• However, achieving equality of outcome requires restricting individual liberty, as someone must determine what is "fair" and enforce those decisions. This inevitably leads to less freedom and less incentive to work.

  • Attempts to fully implement equality of outcome, like in communist regimes, resulted in states of terror and still failed to equalize outcomes. Even more moderate measures in the West restricted liberty and failed to achieve the goal.

  • The concept of "fair shares" is vague and impossible to define in a way that satisfies everyone. It raises complex ethical questions around issues like unequal inheritance, compensation for unequal talents, and rewarding achievement.

  • While inequality may seem "unfair," banning it could deprive society of benefits from exceptional talents and reduce individual freedom and incentives. Life will always involve unequal outcomes to some degree.

    Here is a summary:

The passage argues that increasing government intervention in personal decisions has undermined the system of people making their own choices and bearing the consequences. This older system incentivized innovation and risk-taking that transformed society for the better through the likes of Ford, Edison, Rockefeller, etc. Their private fortunes were then often used philanthropically to benefit society.

The passage questions whether people truly support equality of outcome given that governments promote lotteries and gambling for revenue, and intellectuals who advocate equality don't practice it by redistributing their own higher incomes beyond a baseline global average. So rhetoric about equality often exceeds actual support in practice. Allowing compulsory redistribution would change the type of society in a negative way compared to voluntary acts of philanthropy, according to the passage.

Here is a summary:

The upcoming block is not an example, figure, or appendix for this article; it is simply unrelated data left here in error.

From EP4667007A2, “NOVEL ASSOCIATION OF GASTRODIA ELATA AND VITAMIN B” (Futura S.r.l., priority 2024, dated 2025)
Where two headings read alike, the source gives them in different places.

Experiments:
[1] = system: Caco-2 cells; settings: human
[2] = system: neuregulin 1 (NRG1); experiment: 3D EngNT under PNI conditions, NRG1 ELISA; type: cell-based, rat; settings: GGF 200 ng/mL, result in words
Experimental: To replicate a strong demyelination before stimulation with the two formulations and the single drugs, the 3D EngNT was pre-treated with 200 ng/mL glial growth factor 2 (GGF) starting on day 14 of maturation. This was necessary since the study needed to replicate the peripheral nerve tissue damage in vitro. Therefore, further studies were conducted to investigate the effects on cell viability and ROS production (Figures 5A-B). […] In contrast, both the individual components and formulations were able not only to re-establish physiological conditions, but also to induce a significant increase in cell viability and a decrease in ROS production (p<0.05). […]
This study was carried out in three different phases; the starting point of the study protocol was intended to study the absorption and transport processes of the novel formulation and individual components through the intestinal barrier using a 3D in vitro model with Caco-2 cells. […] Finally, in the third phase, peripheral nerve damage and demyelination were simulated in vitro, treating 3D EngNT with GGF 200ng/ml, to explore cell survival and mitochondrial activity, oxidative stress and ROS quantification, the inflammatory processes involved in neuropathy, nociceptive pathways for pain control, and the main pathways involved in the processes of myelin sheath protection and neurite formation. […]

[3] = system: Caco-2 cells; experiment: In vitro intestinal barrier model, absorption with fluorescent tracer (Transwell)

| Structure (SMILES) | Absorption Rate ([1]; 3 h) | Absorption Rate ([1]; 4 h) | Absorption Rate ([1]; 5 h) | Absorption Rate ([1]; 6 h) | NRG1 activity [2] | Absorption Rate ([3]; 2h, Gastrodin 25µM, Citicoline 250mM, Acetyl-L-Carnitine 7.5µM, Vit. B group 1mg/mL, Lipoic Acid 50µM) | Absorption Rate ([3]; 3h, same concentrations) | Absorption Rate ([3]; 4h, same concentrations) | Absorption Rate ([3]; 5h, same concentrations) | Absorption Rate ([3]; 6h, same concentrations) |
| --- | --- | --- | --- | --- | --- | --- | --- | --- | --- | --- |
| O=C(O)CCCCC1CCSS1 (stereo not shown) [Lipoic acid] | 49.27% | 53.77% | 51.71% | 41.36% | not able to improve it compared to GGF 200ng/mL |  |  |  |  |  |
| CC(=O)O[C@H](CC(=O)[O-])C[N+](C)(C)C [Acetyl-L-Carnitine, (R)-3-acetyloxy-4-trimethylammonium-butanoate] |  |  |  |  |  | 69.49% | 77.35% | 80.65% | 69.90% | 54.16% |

• If redistribution were compulsory through enforced equality, only a small fraction of people (around 5%) would voluntarily choose to live in communes or systems that enforce equality of outcome. This is evidenced by the number of people who join communes and their lack of longevity.

  • While graduated income taxes are publicly tolerated to a moderate degree, behaviors like choosing cheaper cities like Reno or Las Vegas over expensive cities indicate people prefer inequality and economic diversity over strict equality.

  • Countries that have pursued equality of outcome, like Britain, have failed to achieve equitable distribution and instead created new privileged classes. It has discouraged productivity and driven out talented citizens, weakening economic growth.

  • The pursuit of equality has also weakened respect for law generally and contributed to rising criminality.

  • Free market capitalism, with equality of opportunity, has actually increased standards of living everywhere it has been permitted to operate. The widest inequalities exist in societies without free markets, where power and status are inherited or determined by government access rather than individual merit and effort.

So in summary, compulsory redistribution and enforced equality would likely have negative unintended consequences and fail to achieve equitable outcomes, based on evidence from communes, tax preferences, and experiences of countries that have pursued equality of outcome policies. Free markets have better promoted overall prosperity and opportunity.

Here is a summary:

  • Education has always been important in the American Dream and public schools have historically played a role in assimilation and social cohesion.

  • However, in recent decades the quality of education has declined, especially in inner cities. Parents, teachers, and taxpayers are unhappy with rising costs and declining outcomes.

  • This is due to schools suffering from "the sickness of an over-governed society" - an excessive concentration of power in the hands of professional educators and centralized bureaucracies, at the expense of parental and local control.

  • Both K-12 education and higher education have seen increasing government control and financing over time, with negative impacts like less responsiveness, less innovation, and less choice for students and families. Overall, excessive government power over schools has undermined education quality according to the author.

    Here is a summary: